Scientific Evidence in Criminal Cases

Learn about the kind of "scientific" evidence that is and isn't admissible at trial.

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Scientific evidence is information that has been developed through a process known as the “scientific method.” Typically (but not always), scientific evidence has been published in journals, tested by other scientists, and generally accepted within the relevant scientific community. Common examples of scientific evidence include:

  • DNA analysis
  • hair and fiber comparisons
  • fingerprints, and
  • voice identification.

Because scientific evidence is beyond the realm of judges’ and jurors’ everyday experiences, the prosecution and defense use expert witnesses to introduce scientific evidence at trial.

“Scientific” Enough?

Some scientific theories are so well established that judges routinely admit evidence relating to them at trial without requiring proof that they are reliable. For example, an expert is seldom called on to convince a judge of the validity of fingerprint analysis or radar speed testing devices. Rather, judges will simply allow qualified experts in these fields to testify about the evidence involved in the case at hand. This is true for all experts in well-established fields, even those whose testimony isn’t purely scientific—for example, an expert jewelry appraiser who estimates a gem’s value. (Kumho Tire Co., Ltd. v. Carmichael, 526 U.S. 137 (1999).)

Nevertheless, the party seeking to introduce scientific evidence may need to conduct a minitrial in which an expert testifies and explains the scientific methodology. For example, to use DNA evidence for the purpose of identifying a suspect (by comparing samples taken from the suspect with samples found at the crime scene), a judge may require a prosecutor to establish the reliability of the DNA analysis method. If the judge is then convinced of its reliability, DNA evidence can be used in that case.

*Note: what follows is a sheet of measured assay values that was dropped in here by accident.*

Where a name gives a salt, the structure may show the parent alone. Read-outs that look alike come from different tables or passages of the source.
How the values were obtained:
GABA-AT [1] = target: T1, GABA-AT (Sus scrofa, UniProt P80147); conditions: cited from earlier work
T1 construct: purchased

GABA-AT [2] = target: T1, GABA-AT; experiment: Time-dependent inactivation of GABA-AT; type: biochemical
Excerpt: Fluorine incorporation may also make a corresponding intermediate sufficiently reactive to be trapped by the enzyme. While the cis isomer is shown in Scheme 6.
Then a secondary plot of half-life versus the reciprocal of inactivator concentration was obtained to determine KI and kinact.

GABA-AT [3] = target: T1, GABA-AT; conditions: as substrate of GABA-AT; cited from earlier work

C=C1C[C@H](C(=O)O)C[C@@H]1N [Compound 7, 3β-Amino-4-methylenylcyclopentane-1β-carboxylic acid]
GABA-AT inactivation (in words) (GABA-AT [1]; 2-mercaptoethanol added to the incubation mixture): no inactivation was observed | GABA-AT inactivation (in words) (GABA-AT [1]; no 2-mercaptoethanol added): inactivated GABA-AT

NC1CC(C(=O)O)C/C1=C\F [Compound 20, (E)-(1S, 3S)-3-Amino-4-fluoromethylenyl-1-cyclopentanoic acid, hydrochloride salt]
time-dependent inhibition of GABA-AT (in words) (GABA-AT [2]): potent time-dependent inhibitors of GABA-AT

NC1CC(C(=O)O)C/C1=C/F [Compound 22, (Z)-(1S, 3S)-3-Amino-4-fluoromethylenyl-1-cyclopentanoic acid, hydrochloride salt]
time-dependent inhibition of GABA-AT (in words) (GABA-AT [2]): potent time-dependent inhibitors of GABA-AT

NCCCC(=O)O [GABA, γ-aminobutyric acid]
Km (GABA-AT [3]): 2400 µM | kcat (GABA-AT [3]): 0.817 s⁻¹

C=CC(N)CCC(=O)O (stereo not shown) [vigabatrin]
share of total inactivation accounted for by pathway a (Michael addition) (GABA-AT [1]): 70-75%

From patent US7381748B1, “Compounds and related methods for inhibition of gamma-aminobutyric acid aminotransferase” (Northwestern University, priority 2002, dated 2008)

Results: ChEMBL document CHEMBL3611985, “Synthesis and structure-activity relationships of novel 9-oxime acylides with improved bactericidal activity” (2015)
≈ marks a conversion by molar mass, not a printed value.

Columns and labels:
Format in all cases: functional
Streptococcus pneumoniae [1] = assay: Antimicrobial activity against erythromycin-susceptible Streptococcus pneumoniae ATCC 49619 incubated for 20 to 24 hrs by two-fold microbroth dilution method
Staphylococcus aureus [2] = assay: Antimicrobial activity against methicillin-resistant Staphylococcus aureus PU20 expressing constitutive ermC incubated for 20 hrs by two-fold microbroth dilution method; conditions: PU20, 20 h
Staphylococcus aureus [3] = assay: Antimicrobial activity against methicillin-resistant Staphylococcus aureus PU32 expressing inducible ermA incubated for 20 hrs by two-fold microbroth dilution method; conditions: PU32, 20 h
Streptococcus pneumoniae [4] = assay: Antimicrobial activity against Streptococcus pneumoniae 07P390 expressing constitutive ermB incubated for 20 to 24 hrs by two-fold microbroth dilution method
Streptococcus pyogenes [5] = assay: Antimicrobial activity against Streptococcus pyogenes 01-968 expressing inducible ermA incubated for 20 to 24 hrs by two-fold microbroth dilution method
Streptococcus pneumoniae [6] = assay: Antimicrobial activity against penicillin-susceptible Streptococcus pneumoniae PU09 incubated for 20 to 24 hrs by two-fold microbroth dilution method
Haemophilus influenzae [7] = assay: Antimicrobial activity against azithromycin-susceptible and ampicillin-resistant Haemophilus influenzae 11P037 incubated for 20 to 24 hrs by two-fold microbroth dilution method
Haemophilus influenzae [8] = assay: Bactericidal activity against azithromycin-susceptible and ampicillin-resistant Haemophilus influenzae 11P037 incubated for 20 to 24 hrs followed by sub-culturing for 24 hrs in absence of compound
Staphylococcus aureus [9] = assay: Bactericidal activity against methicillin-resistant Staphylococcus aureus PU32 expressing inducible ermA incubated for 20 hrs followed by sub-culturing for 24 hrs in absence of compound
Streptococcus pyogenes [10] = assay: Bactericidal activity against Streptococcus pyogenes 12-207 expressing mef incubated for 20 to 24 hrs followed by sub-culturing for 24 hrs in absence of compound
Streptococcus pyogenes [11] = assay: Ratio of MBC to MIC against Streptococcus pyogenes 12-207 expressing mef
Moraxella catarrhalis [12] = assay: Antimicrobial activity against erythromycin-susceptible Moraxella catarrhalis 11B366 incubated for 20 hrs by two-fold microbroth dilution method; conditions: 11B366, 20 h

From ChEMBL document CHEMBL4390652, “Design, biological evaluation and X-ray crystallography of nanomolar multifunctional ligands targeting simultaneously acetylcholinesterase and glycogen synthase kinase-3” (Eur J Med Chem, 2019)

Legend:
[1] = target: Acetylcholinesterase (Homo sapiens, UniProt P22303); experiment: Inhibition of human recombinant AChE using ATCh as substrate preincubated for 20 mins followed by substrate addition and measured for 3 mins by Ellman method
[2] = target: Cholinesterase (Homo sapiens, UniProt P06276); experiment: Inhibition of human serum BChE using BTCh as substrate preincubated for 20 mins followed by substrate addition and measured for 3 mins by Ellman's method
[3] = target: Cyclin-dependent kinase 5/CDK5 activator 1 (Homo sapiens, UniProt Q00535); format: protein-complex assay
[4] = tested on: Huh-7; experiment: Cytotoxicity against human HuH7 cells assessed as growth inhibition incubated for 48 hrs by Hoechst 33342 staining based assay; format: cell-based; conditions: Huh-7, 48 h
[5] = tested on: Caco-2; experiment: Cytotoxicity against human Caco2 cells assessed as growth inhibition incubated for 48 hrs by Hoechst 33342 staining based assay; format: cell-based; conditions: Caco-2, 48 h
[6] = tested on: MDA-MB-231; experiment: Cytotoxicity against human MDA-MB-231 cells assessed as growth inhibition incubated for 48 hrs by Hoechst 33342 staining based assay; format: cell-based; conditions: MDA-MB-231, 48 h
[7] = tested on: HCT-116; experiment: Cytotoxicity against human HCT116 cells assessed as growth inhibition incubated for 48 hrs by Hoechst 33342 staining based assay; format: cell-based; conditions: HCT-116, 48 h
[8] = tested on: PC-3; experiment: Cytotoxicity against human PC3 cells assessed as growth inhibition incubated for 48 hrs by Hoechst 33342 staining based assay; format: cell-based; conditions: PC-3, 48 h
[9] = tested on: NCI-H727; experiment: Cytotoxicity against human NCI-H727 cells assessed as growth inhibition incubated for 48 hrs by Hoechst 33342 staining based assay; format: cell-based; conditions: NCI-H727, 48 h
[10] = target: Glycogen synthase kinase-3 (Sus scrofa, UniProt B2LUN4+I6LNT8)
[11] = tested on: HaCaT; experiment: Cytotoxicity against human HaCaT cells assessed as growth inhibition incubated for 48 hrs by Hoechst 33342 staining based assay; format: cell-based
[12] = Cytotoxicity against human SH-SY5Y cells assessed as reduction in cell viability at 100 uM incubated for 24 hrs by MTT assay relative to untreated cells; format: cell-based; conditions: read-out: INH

“Junk Science”

Scientific evidence has become a routine part of most trials. In turn, many judges and lawyers have become concerned about so-called junk science. Generally, the term applies when information offered by a prosecution or defense witness is claimed to have a scientific basis even though, judged by the standards of mainstream scientists, it doesn’t. The fear is that pseudo-experts who will testify to anything for a price will easily bamboozle juries. The burden falls on judges to distinguish between valid and invalid scientific testimony.

Compared to other types of testimony on which prosecutors commonly rely (for example, eyewitness identification, confessions, and police informants), scientific evidence has the potential to be far more neutral and reliable. Hopefully, the scientific community will take the lead in enhancing the accuracy and reliability of expert testimony based on scientific testing. (For further information, refer to the excellent article by Paul Giannelli, “Wrongful Convictions and Forensic Science: The Need to Regulate Crime Labs” in Vol. 86 of The North Carolina Law Review, pages 163–235 (2007).)

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